Netflix, Relativity Media Bypass Pay-TV with New OTT Movies Deal

DVD rental/OTT video company, Netflix, and Relativity Media, the financing and production company behind such current-release movies as "Get Him to the Greek" and "Grown Ups," said Tuesday that they have signed a long-term agreement, under which major theatrically released films owned by Relativity will be licensed exclusively to Netflix for streaming to its subscribers on its "Watch Instantly" service during the pay-TV window (note: Netflix subscriptions that include the "Watch Instantly" service are priced from $8.99 per month). Until now, such films have been distributed via Relativity's studio releasing partners to premium TV channels such as HBO, Showtime and Starz.

Netflix is billing the deal as emblematic of "a continued shift in the distribution of major motion pictures in the US," adding that it means that "an increasing amount of popular contemporary movies previously encumbered by pay-TV agreements with premium channels such as HBO, Showtime and Starz will become available to be streamed from Netflix months--and not years--after their release on DVD." The company says that the deal marks the first time that studio-quality theatrical feature films will be streamed via its subscription-based service, instead of being broadcast by traditional pay-TV providers, and that it opens up a "new revenue stream" for such movies. "Our continued goal is to expand the breadth and timeliness of films and TV shows available to stream on Netflix," Netflix's chief content officer, Ted Sarandos, said in a prepared statement. "Historically, the rights to distribute these films are pre-sold to pay-TV for as long as nine years after their theatrical release. Through our partnership with Relativity, these films will start to become available to our members just months after their DVD release."

According to Netflix and Relativity, the first batch of movies covered by the deal includes "The Fighter," starring Christian Bale, Mark Wahlberg and Amy Adams, and distributed by Paramount Pictures, and "Skyline," co-directed by the Brothers Strause and released by Rogue Pictures and Universal Studios. Both films are scheduled for theatrical release later this year and for availability on Netflix early next year. Relativity claims to have financed, co-financed or produced over 200 features, which between them have generated over $13 billion in worldwide box office revenues. The company produces or finances 20 to 30 films a year and says that 10 or so "single picture" movies (i.e. movies that it is financing and producing on its own) are scheduled to be released over the coming year. "We have always been about finding new ways to grow and monetize our business," Relativity CEO, Ryan Kavanaugh, said in a prepared statement. "This clearly is a natural step in the evolution of the movie business and opens up a whole new world of revenue and marketing opportunities. Netflix has certainly made its mark, with a service that reaches over 13 million people and allows consumers to have what they want, when they want it. We have a shared vision, and this deal marks a significant change in our industry." Added Relativity president, Michael J. Joe: "Consumer demand and interest in new platforms are evolving nearly as quickly as the technology. The growing number of Netflix subscribers streaming first run movies is very exciting and presents another viable option for us to maximize the long-term business behind our properties. We're delighted to partner with them on this incredible new opportunity, which has great promise for our industry-reshaping pay-TV deals going forward."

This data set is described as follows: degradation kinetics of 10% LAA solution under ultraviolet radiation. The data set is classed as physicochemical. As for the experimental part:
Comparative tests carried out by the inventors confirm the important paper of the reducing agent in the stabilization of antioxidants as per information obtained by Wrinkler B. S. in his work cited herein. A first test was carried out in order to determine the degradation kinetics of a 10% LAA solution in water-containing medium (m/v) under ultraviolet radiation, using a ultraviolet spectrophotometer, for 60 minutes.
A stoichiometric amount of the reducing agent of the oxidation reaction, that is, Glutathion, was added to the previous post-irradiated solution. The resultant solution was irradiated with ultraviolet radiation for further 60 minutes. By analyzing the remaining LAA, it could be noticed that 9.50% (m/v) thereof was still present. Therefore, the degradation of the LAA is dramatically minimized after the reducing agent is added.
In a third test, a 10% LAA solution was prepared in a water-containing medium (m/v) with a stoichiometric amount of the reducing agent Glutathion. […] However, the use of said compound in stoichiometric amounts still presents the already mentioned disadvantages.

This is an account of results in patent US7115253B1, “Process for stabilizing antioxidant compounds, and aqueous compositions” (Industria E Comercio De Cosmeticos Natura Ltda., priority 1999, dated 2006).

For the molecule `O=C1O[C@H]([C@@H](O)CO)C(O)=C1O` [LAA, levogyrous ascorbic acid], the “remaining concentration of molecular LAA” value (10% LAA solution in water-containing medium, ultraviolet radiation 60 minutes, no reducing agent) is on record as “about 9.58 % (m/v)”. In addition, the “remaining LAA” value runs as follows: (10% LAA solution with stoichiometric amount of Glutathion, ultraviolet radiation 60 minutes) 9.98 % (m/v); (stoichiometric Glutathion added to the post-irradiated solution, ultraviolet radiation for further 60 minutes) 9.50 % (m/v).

According to the companies, the deal was negotiated by Relativity's president, Michael J. Joe, and its COO, Andrew Marcus, and by Netflix's VP of content acquisition, Robert Kyncl. (Note: The Wrap's Sharon Waxman, Deadline.com's Nikki Finke, and All Things Digital's Peter Kafka have different takes on how important the Netflix-Relativity deal is.)

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